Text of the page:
Thursday, March 21, 2019

I’ve turned off the net earlier today, ever glad to have few hours without its stealthy intrusions into my computer and even, I suspect, wirelessly into my small Samsung Galaxy III mini, phone.

         As I sat down to the supper for which I had carefully set a place on my folding table at the sofa, I thought how many things today had been, to my eyes, beautiful. We had warm sunlight, and a chilly, whipping wind, the kind of weather in which a bather at the nearby beach could get deeply sunburned, like the dear, tall Yankees do, walking into the super market in their L.L. Bean Bermuda shorts, grinning as if they didn’t know better than to get lobstered down here in the South.

         The wind whipped little strands of my hair into my face, even my mouth, and yet it was neither too cold nor too gusty, to be pleasant, considering the heat that will be coming any time it wishes, never mind the season or month. I’ve remembered some of my worst choices being made under what can seem a literally threatening, and certainly drugging, hot sun. We have the kind of heat that we think of as northerners do extreme cold—something that can be dangerous, even fatal. We shield our eyes and skin from it, if we listen to science and can afford such sheltering—many can’t on these seafood-harvesting Georgia shores, on the blazing, luxuriously green golf courses, or the beach-side pools at Sea Island. But on a day like today, the wind, teasing and merry, provides an excuse to let sunblock be enough, and the devil take worrying about anything else, in this paradise. Yes, that’s what I thought, stopping to balance with my hand on the fender of my grimy white Honda Pilot, even in Winn Dixie’s Parking Lot on Highway 17, among a flock of ill-parked other cars, with barely a single real junk heap among them, no word but Paradise comes to mind.  I stand right there and peer across the road to check the state of the sky that is visible all the way down to the horizon’s low cypress trees, imported palms, flat yellow marshlands.

                Last night, the full moon hovered over that unseen shoreline. It just appeared, large and low as a washtub tilted on its side, brimful of cream, misted over by gold. As I walked, it moved, and I wanted it to be framed by something on shore. I moved on, the moon cruised, and I stopped and so did she, fulfilling my wish, as, briefly framed between some dark, upreaching claws of cypress, the golden moon posed, then rolled on.

         “I didn’t even see it,” said a fellow dog-walker when I pointed it out. Moving onto our wide, twilight shadowed lawn, she stepped closer toward the rising moon, face to face, under a dusky lavender sky. I saw it just above her head—outsized, superbly round, an orb of gleaming gold. It hovered, soundless, but the energy of our astonishment zoomed that moon up very close and filled the twilight. Her figure in its long white dress, made her a pale silhouette near the dark oaks. Did those trees also gawk at this silent wonder?  In seconds, overborne by stillness, my friend murmured, “Breathtaking,” just as I had moments before. One word gave us harmony with it all. Yet, nothing in nature could hold still, and when we saw that moon change ever so little, we resumed our walks, moving at a good pace, our dogs tugging their leashes in opposite directions. It would have been wrenching to leave such glory, but the moon, whitening and rising, was leaving us. *****(When I met my friend walking two days later, in clear afternoon sun, she told me she had seen the moonrise two more times—this time orange and only half emerged on the horizon, and then huge and golden again the next night. These awe-filled sightings are precious and fleeting. When next we look, that moon will be its silver, dime-sized shape, high in the dark night sky.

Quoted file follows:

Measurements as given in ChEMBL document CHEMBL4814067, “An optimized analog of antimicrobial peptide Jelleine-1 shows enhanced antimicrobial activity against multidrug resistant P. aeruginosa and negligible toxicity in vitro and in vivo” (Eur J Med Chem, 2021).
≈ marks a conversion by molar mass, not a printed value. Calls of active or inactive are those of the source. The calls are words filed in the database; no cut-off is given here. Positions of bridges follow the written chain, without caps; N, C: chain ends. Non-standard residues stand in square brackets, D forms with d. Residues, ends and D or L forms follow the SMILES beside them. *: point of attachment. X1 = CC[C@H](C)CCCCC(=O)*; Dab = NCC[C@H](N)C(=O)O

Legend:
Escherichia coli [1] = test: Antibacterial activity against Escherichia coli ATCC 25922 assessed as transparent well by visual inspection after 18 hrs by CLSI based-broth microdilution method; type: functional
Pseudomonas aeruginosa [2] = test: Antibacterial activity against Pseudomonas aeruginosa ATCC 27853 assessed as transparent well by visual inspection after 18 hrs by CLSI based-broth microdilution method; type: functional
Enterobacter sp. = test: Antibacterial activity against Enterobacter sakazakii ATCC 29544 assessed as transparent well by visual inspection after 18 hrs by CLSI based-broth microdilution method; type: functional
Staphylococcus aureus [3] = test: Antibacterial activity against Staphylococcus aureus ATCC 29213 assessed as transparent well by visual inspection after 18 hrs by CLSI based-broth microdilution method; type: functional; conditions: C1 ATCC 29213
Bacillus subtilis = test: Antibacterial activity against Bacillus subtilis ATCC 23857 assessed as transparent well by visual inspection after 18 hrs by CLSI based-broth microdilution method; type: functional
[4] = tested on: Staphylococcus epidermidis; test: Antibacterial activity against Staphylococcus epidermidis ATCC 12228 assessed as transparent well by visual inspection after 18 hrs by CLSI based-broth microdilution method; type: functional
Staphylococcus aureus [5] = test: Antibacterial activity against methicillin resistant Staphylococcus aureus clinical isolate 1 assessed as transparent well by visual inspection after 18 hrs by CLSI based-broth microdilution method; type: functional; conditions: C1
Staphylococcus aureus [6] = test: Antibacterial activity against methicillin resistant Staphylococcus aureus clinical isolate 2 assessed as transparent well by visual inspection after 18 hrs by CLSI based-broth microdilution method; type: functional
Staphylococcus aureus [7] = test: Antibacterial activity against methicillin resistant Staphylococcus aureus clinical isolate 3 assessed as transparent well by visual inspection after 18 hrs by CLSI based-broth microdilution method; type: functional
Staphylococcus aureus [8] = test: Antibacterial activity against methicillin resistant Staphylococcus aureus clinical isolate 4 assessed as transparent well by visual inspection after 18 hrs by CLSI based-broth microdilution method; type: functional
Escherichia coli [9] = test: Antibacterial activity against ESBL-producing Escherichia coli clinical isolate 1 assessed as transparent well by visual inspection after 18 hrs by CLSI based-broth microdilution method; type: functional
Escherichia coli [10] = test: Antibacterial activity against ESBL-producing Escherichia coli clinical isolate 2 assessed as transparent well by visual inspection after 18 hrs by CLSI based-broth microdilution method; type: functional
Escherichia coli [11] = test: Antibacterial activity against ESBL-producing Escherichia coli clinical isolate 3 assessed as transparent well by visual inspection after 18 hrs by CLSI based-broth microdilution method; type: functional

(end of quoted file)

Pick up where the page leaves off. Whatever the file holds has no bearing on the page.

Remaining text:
That orb must have impressed my mind, for when, tonight, making cornbread, I broke the fragile shell of a Jumbo egg over a cup, it fell into concentric circles—the geometric plumpness of golden yolk, the oval cups of the large shell, white on the outside, cream inside, falling into my open fingers so perfectly, that even the broken shell edges rounded into perfect half and quarter circles, as if in some kind of visual music. The fluorescent light overhead made the transparent white of the egg bright as the yolk, and all I could think was, perfect, geometric circles, how our eyes love them, even though nature’s shapes will rarely, except for planets and moons, insist on geometry. It also loves the accommodations made by wrinkles and irregularities and leaves of trees that curl and clump and thrash in the wind with near—but-never quite– formless– reckless joy. )